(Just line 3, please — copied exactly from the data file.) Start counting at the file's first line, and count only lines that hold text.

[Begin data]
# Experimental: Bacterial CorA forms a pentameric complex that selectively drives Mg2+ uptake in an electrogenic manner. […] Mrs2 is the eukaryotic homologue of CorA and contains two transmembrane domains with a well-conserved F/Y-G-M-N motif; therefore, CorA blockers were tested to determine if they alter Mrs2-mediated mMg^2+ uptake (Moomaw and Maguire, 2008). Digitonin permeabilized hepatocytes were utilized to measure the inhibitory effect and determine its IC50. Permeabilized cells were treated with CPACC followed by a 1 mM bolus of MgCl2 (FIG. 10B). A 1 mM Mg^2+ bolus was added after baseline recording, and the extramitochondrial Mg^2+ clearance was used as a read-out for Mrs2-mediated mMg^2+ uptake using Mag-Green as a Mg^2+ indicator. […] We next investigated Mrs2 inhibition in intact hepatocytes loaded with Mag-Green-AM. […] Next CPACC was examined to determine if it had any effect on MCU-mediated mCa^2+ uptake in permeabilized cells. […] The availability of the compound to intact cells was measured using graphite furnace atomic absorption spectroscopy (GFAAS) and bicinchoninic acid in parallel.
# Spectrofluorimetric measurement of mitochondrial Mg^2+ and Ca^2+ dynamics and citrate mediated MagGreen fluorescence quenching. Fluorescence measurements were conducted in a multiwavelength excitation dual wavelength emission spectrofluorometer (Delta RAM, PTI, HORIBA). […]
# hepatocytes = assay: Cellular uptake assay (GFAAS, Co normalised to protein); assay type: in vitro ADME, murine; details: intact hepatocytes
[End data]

# hepatocytes = assay: Cellular uptake assay (GFAAS, Co normalised to protein); assay type: in vitro ADME, murine; details: intact hepatocytes